ShapTalk: Guest Commentary
By Michael M. Shapiro
Officials of both political parties should have learned a lesson from 2004 when key Democratic politicians, including Gov. Jim McGreevey, jumped on board with Gov.Howard Dean, only to see Dean implode soon thereafter, leaving them with little influence over Sen. John Kerry, the eventual Democratic nominee. Apparently, those who do not learn from history are condemned to repeat it. Approximately one month ago, a long line of Republican officials publicly announced their support for Rudy Guliani for president. Recently, a significant contingent of Democratic officials, including Gov. Corzine, publicly backed Sen. Hillary Clinton for President. Both groups of elected officials will find themselves on the outside looking in should the political winds afoot blow in an unexpected but likely direction.
On the Republican side, Rudy Guliani has seen his poll numbers drop precipitously in recent weeks as revelations of his personal life and his relationship with former Police Commissioner Bernard Kerik have circulated beyond the New York metropolitan area. The idea of announcing to live television cameras that you are divorcing your wife may show the tough, take-no-prisoners side of Mr. Guliani that made him a successful prosecutor and aggressive mayor, but such a persona does not necessarily play well in Iowa or New Hampshire. In addition, his advocacy for abortion rights and other progressive issues that enabled him to become (and remain) Mayor of New York are not exactly endearing him to the conservative masses of the Republican Party.
Meanwhile, the candidacy of Fred Thompson, a movie-actor turned conservative senator from Tennessee turned Law and Order star, is beginning to eclipse Mr. Guliani’s star power, which is the main attraction of Guliani’s candidacy for Republican voters. At the same time, Thompson is becoming an attractive candidate in the field to conservative voters. As he begins to surge in the polls, he may not win the Republican nomination, but he will cause Guliani’s numbers to drop. Should they continue to fall, Guliani will be an also-ran for the Republican nomination.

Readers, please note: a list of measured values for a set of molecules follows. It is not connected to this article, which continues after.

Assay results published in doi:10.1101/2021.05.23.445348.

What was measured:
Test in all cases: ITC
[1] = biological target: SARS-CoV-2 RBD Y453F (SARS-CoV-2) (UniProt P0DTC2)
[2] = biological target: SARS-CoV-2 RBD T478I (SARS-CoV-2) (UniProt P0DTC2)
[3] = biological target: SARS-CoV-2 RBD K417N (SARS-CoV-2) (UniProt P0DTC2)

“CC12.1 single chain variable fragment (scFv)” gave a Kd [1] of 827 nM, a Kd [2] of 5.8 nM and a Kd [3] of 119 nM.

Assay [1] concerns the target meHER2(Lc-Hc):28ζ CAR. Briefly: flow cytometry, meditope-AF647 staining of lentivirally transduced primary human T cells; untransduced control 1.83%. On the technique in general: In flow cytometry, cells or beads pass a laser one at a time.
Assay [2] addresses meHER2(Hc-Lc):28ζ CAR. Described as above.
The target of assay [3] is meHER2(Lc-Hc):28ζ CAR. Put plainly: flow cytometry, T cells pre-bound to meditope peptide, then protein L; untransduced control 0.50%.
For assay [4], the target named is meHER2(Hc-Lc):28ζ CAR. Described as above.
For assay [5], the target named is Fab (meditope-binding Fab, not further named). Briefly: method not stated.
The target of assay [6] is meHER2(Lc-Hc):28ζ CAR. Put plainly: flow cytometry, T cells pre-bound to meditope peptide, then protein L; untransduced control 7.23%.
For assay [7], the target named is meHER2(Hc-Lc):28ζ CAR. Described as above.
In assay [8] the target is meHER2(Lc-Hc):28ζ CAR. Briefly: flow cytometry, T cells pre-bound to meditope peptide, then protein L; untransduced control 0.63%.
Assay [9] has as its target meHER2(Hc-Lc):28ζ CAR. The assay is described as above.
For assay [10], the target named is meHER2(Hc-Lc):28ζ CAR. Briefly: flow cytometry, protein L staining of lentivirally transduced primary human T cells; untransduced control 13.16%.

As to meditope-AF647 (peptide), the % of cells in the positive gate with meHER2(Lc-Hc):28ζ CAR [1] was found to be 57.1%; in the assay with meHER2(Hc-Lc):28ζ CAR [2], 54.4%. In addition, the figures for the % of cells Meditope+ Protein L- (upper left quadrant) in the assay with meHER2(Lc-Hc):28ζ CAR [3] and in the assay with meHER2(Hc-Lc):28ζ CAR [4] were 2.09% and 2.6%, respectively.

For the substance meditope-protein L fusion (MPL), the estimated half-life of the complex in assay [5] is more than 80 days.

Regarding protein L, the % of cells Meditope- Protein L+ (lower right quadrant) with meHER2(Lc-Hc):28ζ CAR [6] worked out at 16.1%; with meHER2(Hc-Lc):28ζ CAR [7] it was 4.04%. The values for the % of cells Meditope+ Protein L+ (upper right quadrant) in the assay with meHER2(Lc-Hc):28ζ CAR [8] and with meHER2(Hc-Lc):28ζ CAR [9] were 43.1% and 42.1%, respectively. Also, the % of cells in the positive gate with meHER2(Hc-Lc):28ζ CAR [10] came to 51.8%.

On the Democratic side, Hillary Clinton was seen as a slam-dunk by party insiders just a few months ago. But times have changed and Hillary’s numbers are not going anywhere but down. Meanwhile, Barack Obama pulled in a solid $25 million in individual fundraising, nearly matching the former First Lady’s high stakes contributors. By doing so, Obama demonstrated that Clinton is not going to be readily crowned the Democratic nominee; she is going to have to earn it. Clinton’s supposed dominance in the Democratic field is the key reason she has lined up such a great deal of money and the party establishment in support of her candidacy. However, Obama’s fundraising prowess thus far, together with his significant poll numbers, has severely compromised Sen. Clinton’s best asset: her seeming inevitability. Without the overarching sense that she is the nominee in waiting, Clinton will face significant hurdles to the Democratic nomination from Sen. Obama.
Meanwhile, Sen. John Edwards is quietly positioning himself to make a serious run as the challenger to the winner of the Clinton-Obama brawl. Interestingly, the senator’s numbers have crept up in Iowa and New Hampshire in recent weeks. Should Edwards continue making inroads with voters and staying under the radar screen while Clinton and Obama fight it out in public, he may just win both Iowa and New Hampshire, thereby transforming the race into a battle between Edwards and the victor of the Clinton-Obama tussle.
While many Republican and Democratic leaders have lined up to back Mayor Guliani and Senator Clinton respectively, both groups have jumped the gun, and may discover that neither of their candidates will be their party’s nominee. Should that become the case, perhaps in 2012 there will be less of a rush to judgment and more thoughtful deliberation before our State’s party leaders choose their respective presidential candidates. If not, they will find themselves on the outside looking in yet again.
Michael M. Shapiro is an attorney who resides in New Providence. An archive of his columns can be found at ShapTalk.com.